Peng Shuai has now been in six or so WTA finals. And she has lost them all. Her official record boasts wins against many former and current top players. The list includes: Safina, Mauresmo, Hingis, Jankovic, Sharapova, Ivanovic, Aggie Radwanska, Li Na, Kuznetsova, Petrova, and Schiavone. But Peng has never won a singles title.
On a good day, Peng can beat almost anyone. Heck, I would never want to play against anyone who plays her brand of tennis. I can just imagine how frustrated I would become after all of those dropshots, junk balls, lobs, shots going behind me, and all of the other sneaky and defensive maneuvers that Peng brings to a typical match.
Her opportunistic style can frustrate almost anyone. Peng’s problem is that by the time she gets to the finals -- the few times she has made it that far -- she is depleted from the amount of energy and stamina required to keep up that level of manipulation. So she loses, often with embarrassing ease.
Peng has managed to win some eight doubles titles, but she has never won a WTA singles event. She has made it to the 4th round of every Slam, but she has no Slam wins. To date, her biggest accomplishment remains her gold medal in the 2010 Asian Games. Most of the Western world probably has no idea what that even means.
Which leads me to wonder – is Peng’s problem one of mechanics or psychology? Is her game limited by a lack of development of strategy? Or is she mentally incapable of taking her tennis to the next level? Or possibly a combination of both?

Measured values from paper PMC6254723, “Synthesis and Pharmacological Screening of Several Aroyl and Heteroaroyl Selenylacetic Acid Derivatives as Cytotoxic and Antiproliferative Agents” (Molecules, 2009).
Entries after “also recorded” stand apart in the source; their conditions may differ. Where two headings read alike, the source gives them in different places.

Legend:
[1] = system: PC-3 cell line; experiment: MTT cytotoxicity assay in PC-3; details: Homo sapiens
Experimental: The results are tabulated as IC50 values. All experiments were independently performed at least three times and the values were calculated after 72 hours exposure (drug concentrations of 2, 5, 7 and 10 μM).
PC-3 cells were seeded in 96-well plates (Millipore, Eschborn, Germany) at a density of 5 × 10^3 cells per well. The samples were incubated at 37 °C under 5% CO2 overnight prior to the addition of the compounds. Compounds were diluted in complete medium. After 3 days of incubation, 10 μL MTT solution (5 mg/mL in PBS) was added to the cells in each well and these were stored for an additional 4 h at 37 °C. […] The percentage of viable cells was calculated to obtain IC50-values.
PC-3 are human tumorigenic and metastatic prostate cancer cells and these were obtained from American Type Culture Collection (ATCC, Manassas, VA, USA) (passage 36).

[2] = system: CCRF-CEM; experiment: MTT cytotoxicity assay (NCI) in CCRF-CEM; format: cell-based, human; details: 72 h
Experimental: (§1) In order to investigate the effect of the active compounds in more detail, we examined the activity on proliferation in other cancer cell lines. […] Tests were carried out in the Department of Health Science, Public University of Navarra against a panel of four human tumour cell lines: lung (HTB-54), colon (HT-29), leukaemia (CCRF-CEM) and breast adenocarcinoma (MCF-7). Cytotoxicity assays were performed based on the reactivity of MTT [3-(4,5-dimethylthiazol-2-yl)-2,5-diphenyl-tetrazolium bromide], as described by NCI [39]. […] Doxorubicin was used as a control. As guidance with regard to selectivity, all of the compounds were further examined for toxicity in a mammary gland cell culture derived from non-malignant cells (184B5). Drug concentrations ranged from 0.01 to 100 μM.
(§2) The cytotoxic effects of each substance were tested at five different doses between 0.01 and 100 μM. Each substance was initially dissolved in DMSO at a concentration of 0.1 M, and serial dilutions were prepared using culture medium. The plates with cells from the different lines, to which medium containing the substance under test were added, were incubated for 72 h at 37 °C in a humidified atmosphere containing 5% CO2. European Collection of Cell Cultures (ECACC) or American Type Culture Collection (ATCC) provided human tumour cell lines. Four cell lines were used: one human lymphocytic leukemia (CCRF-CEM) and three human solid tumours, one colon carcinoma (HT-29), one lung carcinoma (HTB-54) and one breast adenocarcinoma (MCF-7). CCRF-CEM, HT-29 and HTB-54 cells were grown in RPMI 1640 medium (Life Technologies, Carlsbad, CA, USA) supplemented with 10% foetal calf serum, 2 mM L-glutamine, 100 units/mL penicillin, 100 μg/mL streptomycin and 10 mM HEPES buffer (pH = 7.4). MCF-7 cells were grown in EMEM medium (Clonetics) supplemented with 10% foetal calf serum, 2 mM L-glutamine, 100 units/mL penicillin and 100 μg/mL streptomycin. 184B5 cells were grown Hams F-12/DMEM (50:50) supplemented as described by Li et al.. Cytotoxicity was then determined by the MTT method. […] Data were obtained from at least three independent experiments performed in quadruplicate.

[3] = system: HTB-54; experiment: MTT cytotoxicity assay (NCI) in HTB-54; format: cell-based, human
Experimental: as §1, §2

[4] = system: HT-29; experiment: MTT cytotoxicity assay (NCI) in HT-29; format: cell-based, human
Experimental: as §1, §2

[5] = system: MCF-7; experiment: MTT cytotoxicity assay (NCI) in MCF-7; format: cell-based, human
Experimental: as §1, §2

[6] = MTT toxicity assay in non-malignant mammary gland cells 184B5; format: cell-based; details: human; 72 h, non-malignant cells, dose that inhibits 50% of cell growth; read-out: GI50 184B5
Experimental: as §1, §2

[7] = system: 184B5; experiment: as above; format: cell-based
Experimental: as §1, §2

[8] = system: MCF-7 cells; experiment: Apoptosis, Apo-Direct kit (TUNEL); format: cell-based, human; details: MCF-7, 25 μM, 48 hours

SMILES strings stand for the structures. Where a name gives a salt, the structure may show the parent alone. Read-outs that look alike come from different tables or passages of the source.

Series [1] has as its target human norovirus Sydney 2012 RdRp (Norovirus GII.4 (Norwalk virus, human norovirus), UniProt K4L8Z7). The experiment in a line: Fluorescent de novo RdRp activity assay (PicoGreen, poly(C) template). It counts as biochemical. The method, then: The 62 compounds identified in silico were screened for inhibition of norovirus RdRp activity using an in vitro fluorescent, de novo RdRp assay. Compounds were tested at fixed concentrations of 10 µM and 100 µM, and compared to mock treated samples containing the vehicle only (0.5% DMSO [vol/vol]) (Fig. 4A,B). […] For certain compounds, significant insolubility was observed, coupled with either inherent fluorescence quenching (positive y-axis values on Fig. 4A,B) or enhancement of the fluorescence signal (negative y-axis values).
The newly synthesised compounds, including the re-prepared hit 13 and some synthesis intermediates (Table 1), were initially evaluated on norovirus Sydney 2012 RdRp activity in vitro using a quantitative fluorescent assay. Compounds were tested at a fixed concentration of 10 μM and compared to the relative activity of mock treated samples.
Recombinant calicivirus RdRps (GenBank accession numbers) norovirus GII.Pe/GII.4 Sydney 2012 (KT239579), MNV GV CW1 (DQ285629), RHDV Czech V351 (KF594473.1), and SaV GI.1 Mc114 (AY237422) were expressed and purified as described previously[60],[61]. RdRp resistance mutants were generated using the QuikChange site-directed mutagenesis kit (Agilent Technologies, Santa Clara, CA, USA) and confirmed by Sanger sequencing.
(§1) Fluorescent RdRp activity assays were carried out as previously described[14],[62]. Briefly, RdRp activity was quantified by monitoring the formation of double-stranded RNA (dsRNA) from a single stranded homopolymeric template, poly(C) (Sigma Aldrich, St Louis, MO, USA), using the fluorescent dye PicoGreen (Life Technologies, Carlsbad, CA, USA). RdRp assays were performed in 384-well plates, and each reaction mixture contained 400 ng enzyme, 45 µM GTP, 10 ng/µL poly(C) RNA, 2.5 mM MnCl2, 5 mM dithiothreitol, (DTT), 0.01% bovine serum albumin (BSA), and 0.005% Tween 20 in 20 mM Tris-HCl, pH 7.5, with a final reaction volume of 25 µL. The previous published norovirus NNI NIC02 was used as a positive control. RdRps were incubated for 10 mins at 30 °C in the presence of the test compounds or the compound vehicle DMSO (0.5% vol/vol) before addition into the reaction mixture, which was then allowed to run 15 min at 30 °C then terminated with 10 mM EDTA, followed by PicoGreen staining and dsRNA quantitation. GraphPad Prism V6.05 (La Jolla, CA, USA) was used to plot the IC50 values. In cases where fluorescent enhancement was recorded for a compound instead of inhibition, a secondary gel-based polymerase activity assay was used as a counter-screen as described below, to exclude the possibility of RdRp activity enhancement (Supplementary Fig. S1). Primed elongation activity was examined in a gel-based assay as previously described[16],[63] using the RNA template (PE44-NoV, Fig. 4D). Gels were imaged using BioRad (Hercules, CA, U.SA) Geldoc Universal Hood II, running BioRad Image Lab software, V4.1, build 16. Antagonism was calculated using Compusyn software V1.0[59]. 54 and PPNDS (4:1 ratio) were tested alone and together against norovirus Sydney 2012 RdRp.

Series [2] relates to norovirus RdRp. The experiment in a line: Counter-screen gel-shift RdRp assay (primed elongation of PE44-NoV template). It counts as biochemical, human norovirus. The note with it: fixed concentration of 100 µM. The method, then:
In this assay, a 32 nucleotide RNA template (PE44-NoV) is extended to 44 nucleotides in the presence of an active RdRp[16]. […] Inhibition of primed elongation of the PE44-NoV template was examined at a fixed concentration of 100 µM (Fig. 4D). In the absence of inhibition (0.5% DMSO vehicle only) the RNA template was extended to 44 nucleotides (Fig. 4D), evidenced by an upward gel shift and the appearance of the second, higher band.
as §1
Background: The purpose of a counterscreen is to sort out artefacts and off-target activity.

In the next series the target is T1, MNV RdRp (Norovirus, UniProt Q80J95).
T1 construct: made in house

I studied Peng closely over this past weekend. I watched intently as she beat Oprandi in three frustrating sets at the semi-finals of the Brussels Open. And then she lost, once again, in the finals, to Kanepi who was able to anticipate Peng's every move.
I decided that, as a player, Peng can best be described as a sneaky, defensive opportunist. And it’s hard to win tournaments when that is what your entire game consists of.
Peng is no Fabrice Santoro, the French magician. (Did you see him chatting up Serena after she destroyed poor Tatishvili at Roland Garros today?) Peng is no Radek Stepanek, capable of frustrating anyone on any given day – and also of winning titles. She is no Hingis, the junk ball queen, with sundry Slams and titles to her name.
The problem for Peng is that her game remains woefully under-developed. It has stalled out. Peng rarely ever dominates. Her shtick is to react, swiftly and unexpectedly, yes, but always to react and defend. Occasionally she will demonstrate a moment of power but that is never sustained. She reacts to, but rarely creates. She is an opportunist who seizes the moment and tries to make it hers. She is a sneak. You do not see her coming. She can catch you by surprise.
But sneaky opportunism has its limits. For a start, it becomes predictable in its unpredictability. If Peng serves out wide, 19 times out of 20 she will return to that same corner. She is sneaky but predictable. Furthermore, her game is limited by a lack of development. She is no Na Li. There is nothing new in her repertoire. Yes, Peng works very hard on the court and is known for her stamina. But she still has zero weapons and no titles to show for all her effort.